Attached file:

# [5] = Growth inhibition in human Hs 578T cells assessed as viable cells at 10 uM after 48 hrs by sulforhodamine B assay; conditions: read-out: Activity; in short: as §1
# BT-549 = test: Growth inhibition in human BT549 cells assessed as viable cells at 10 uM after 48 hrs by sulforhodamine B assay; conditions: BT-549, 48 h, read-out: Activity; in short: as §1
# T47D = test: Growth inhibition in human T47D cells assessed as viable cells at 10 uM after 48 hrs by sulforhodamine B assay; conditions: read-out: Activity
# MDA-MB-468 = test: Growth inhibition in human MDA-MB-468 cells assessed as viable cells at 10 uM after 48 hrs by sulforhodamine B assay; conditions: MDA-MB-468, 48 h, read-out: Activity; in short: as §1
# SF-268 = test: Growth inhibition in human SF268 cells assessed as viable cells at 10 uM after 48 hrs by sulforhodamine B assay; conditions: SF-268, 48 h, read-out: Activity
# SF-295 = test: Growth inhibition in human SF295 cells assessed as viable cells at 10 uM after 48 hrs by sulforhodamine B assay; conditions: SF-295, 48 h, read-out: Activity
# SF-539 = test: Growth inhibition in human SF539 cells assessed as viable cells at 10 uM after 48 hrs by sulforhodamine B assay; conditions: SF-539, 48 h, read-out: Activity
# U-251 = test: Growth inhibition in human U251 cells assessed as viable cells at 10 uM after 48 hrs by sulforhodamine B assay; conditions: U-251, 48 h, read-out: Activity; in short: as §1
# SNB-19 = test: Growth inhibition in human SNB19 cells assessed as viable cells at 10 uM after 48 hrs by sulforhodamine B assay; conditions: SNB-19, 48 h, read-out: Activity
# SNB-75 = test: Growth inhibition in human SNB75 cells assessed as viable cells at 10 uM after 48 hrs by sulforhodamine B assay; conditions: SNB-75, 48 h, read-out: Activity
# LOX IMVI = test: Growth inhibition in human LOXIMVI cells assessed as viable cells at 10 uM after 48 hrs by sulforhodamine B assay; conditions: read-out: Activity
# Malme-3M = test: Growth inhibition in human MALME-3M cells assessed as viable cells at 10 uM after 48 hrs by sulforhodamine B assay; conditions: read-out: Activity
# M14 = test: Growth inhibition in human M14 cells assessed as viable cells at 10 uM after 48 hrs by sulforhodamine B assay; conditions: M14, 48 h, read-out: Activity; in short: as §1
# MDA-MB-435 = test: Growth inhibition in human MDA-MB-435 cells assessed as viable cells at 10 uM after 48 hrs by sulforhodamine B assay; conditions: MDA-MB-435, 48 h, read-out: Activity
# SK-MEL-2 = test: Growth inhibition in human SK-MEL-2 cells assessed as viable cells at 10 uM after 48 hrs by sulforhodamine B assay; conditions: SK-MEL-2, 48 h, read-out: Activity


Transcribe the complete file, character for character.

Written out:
# [5] = Growth inhibition in human Hs 578T cells assessed as viable cells at 10 uM after 48 hrs by sulforhodamine B assay; conditions: read-out: Activity; in short: as §1
# BT-549 = test: Growth inhibition in human BT549 cells assessed as viable cells at 10 uM after 48 hrs by sulforhodamine B assay; conditions: BT-549, 48 h, read-out: Activity; in short: as §1
# T47D = test: Growth inhibition in human T47D cells assessed as viable cells at 10 uM after 48 hrs by sulforhodamine B assay; conditions: read-out: Activity
# MDA-MB-468 = test: Growth inhibition in human MDA-MB-468 cells assessed as viable cells at 10 uM after 48 hrs by sulforhodamine B assay; conditions: MDA-MB-468, 48 h, read-out: Activity; in short: as §1
# SF-268 = test: Growth inhibition in human SF268 cells assessed as viable cells at 10 uM after 48 hrs by sulforhodamine B assay; conditions: SF-268, 48 h, read-out: Activity
# SF-295 = test: Growth inhibition in human SF295 cells assessed as viable cells at 10 uM after 48 hrs by sulforhodamine B assay; conditions: SF-295, 48 h, read-out: Activity
# SF-539 = test: Growth inhibition in human SF539 cells assessed as viable cells at 10 uM after 48 hrs by sulforhodamine B assay; conditions: SF-539, 48 h, read-out: Activity
# U-251 = test: Growth inhibition in human U251 cells assessed as viable cells at 10 uM after 48 hrs by sulforhodamine B assay; conditions: U-251, 48 h, read-out: Activity; in short: as §1
# SNB-19 = test: Growth inhibition in human SNB19 cells assessed as viable cells at 10 uM after 48 hrs by sulforhodamine B assay; conditions: SNB-19, 48 h, read-out: Activity
# SNB-75 = test: Growth inhibition in human SNB75 cells assessed as viable cells at 10 uM after 48 hrs by sulforhodamine B assay; conditions: SNB-75, 48 h, read-out: Activity
# LOX IMVI = test: Growth inhibition in human LOXIMVI cells assessed as viable cells at 10 uM after 48 hrs by sulforhodamine B assay; conditions: read-out: Activity
# Malme-3M = test: Growth inhibition in human MALME-3M cells assessed as viable cells at 10 uM after 48 hrs by sulforhodamine B assay; conditions: read-out: Activity
# M14 = test: Growth inhibition in human M14 cells assessed as viable cells at 10 uM after 48 hrs by sulforhodamine B assay; conditions: M14, 48 h, read-out: Activity; in short: as §1
# MDA-MB-435 = test: Growth inhibition in human MDA-MB-435 cells assessed as viable cells at 10 uM after 48 hrs by sulforhodamine B assay; conditions: MDA-MB-435, 48 h, read-out: Activity
# SK-MEL-2 = test: Growth inhibition in human SK-MEL-2 cells assessed as viable cells at 10 uM after 48 hrs by sulforhodamine B assay; conditions: SK-MEL-2, 48 h, read-out: Activity